The guitar solo at 5:55 begins with an A minor pentatonic scale then continues in A minor diatonic. The effect of having two melodies Mommy Page on guitar and Robert Plant with voice) creates a dynamic sound Ninth some clashes adding to the unique style of the song. Within the re-creation however, Victor Lopez makes no attempt at replicating the classic opening guitar melody which is the main and most iconic part of the song. This oversight alone, takes away from the original as this riff has become the trade mark and most well known part of the original Stairway to Heaven.

The introduction starts with every instrument playing and an attempted take off of the chorus, contrasting the idea of one melody growing in Led Zeppelin’s version. The arranged variation begins in E flat major and modulates to D major. There is no clear melody evident at all throughout the piece, as the number of instruments playing at similar volumes, makes it hard to determine. Ornamentation is also a key musical flourish in the original, that lacks in Victor Lopper’s version, as there is no guitar and therefore none of the brilliant guitar techniques mentioned above, to make the music come alive and become more than just notes on a page. He timbre or characteristic quality of sound displays a great difference when comparing the Jazz arrangement of Stairway to Heaven to the original. Jimmy Page manipulates his guitar as the main sound source with such brilliance, using a variety of methods such as pull offs, vibrato, hammer-ones, bends and slides (see Figure 2). Ere guitar is the central instrument and is held responsible for the individuality and lividness of the piece as it holds the majority of the melody, and in particular brings out the contrast during the bridge and solo (5:35).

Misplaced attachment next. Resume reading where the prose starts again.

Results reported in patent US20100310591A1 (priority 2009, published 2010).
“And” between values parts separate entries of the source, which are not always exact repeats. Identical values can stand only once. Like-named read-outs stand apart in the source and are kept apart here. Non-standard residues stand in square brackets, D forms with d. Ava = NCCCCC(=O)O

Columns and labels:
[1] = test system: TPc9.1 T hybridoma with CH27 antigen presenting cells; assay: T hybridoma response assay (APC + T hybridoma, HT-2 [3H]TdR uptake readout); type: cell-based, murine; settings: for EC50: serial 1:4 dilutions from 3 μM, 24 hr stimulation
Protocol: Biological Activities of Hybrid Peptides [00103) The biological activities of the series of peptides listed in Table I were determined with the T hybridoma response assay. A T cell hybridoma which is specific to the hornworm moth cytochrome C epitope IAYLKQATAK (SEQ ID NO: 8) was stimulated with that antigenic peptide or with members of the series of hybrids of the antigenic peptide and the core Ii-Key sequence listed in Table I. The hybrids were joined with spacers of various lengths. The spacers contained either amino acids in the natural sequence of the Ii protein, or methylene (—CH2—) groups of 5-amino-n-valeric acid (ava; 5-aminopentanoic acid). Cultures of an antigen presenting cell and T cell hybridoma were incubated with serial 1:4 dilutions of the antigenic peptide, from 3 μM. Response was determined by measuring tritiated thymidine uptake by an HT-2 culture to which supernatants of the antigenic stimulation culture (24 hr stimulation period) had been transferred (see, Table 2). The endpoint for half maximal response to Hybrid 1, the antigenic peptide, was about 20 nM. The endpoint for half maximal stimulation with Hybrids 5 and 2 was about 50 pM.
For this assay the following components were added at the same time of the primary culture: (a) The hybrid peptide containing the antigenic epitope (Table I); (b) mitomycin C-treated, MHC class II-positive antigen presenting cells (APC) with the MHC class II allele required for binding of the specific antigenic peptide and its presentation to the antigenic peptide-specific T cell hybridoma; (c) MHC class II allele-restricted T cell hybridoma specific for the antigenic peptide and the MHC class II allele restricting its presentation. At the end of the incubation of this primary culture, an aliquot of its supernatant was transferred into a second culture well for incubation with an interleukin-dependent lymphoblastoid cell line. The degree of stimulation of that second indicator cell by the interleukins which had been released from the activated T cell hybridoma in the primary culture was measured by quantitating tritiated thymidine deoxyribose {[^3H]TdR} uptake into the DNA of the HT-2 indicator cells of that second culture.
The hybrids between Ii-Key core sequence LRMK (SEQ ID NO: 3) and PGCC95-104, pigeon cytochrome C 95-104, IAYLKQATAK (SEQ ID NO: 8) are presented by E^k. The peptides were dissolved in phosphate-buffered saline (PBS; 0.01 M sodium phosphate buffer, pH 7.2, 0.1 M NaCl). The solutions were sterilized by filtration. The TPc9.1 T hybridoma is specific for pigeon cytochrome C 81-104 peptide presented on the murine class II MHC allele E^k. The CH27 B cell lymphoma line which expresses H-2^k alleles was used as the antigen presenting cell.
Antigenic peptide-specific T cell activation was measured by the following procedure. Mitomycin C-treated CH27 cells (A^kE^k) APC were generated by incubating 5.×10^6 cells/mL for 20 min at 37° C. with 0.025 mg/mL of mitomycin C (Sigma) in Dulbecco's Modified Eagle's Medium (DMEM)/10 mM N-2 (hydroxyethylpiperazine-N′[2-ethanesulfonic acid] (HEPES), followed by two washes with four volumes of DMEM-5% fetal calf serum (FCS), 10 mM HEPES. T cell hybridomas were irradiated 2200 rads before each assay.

The entire piece depends on the guitar as it continues to play throughout the whole song and is accountable for the most complex part, portraying the creativity and ingeniousness of Stairway to Heaven. The use of the Maelstrom (an electronic keyboard controlling pre-recorded musical sounds) to imitate the flute, creates the darker more eerie mood and adds timbre contrast to the guitar melody. Throughout the song, to assist the development, instruments are added to the guitar at each section change, such as the Maelstrom flute (0:13), voice (0:53), bass guitar (2:14) and drums (4:18).